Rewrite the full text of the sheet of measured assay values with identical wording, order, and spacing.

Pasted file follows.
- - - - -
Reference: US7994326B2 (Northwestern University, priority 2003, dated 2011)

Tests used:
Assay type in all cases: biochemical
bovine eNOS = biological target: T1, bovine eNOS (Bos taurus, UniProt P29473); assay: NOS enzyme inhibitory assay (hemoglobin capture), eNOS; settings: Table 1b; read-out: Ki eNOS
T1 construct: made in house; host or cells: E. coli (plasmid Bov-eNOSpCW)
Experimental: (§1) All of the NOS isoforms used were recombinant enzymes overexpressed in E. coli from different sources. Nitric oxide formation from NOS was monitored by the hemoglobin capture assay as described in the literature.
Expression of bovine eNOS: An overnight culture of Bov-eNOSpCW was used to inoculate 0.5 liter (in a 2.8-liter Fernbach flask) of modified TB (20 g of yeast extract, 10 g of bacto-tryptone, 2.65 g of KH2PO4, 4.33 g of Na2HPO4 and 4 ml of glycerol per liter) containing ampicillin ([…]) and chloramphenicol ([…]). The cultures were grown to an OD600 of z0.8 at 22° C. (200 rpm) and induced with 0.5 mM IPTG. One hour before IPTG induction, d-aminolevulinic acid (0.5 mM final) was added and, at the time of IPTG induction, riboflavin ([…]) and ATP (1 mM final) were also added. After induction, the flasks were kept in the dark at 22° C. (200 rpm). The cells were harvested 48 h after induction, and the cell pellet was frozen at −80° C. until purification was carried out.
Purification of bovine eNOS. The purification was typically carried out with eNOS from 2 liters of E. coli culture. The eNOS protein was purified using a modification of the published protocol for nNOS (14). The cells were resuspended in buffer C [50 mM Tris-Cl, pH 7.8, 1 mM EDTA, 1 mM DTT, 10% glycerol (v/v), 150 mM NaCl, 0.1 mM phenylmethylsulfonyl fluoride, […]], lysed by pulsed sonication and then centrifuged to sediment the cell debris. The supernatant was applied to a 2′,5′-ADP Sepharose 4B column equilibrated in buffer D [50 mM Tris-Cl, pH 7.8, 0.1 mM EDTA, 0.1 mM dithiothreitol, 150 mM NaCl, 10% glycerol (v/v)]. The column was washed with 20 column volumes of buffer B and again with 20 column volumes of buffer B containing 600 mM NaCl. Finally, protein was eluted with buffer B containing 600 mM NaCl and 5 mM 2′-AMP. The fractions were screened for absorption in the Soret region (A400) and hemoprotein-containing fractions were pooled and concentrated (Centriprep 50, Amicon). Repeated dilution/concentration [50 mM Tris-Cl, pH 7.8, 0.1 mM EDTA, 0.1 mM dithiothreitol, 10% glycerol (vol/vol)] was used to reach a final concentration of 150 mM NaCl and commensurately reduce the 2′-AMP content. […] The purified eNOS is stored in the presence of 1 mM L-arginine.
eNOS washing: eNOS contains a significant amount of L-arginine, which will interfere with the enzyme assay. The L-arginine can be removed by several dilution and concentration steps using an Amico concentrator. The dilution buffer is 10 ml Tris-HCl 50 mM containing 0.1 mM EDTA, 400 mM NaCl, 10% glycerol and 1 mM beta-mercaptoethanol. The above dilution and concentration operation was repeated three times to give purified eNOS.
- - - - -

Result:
Reference: US7994326B2 (Northwestern University, priority 2003, dated 2011)

Tests used:
Assay type in all cases: biochemical
bovine eNOS = biological target: T1, bovine eNOS (Bos taurus, UniProt P29473); assay: NOS enzyme inhibitory assay (hemoglobin capture), eNOS; settings: Table 1b; read-out: Ki eNOS
T1 construct: made in house; host or cells: E. coli (plasmid Bov-eNOSpCW)
Experimental: (§1) All of the NOS isoforms used were recombinant enzymes overexpressed in E. coli from different sources. Nitric oxide formation from NOS was monitored by the hemoglobin capture assay as described in the literature.
Expression of bovine eNOS: An overnight culture of Bov-eNOSpCW was used to inoculate 0.5 liter (in a 2.8-liter Fernbach flask) of modified TB (20 g of yeast extract, 10 g of bacto-tryptone, 2.65 g of KH2PO4, 4.33 g of Na2HPO4 and 4 ml of glycerol per liter) containing ampicillin ([…]) and chloramphenicol ([…]). The cultures were grown to an OD600 of z0.8 at 22° C. (200 rpm) and induced with 0.5 mM IPTG. One hour before IPTG induction, d-aminolevulinic acid (0.5 mM final) was added and, at the time of IPTG induction, riboflavin ([…]) and ATP (1 mM final) were also added. After induction, the flasks were kept in the dark at 22° C. (200 rpm). The cells were harvested 48 h after induction, and the cell pellet was frozen at −80° C. until purification was carried out.
Purification of bovine eNOS. The purification was typically carried out with eNOS from 2 liters of E. coli culture. The eNOS protein was purified using a modification of the published protocol for nNOS (14). The cells were resuspended in buffer C [50 mM Tris-Cl, pH 7.8, 1 mM EDTA, 1 mM DTT, 10% glycerol (v/v), 150 mM NaCl, 0.1 mM phenylmethylsulfonyl fluoride, […]], lysed by pulsed sonication and then centrifuged to sediment the cell debris. The supernatant was applied to a 2′,5′-ADP Sepharose 4B column equilibrated in buffer D [50 mM Tris-Cl, pH 7.8, 0.1 mM EDTA, 0.1 mM dithiothreitol, 150 mM NaCl, 10% glycerol (v/v)]. The column was washed with 20 column volumes of buffer B and again with 20 column volumes of buffer B containing 600 mM NaCl. Finally, protein was eluted with buffer B containing 600 mM NaCl and 5 mM 2′-AMP. The fractions were screened for absorption in the Soret region (A400) and hemoprotein-containing fractions were pooled and concentrated (Centriprep 50, Amicon). Repeated dilution/concentration [50 mM Tris-Cl, pH 7.8, 0.1 mM EDTA, 0.1 mM dithiothreitol, 10% glycerol (vol/vol)] was used to reach a final concentration of 150 mM NaCl and commensurately reduce the 2′-AMP content. […] The purified eNOS is stored in the presence of 1 mM L-arginine.
eNOS washing: eNOS contains a significant amount of L-arginine, which will interfere with the enzyme assay. The L-arginine can be removed by several dilution and concentration steps using an Amico concentrator. The dilution buffer is 10 ml Tris-HCl 50 mM containing 0.1 mM EDTA, 400 mM NaCl, 10% glycerol and 1 mM beta-mercaptoethanol. The above dilution and concentration operation was repeated three times to give purified eNOS.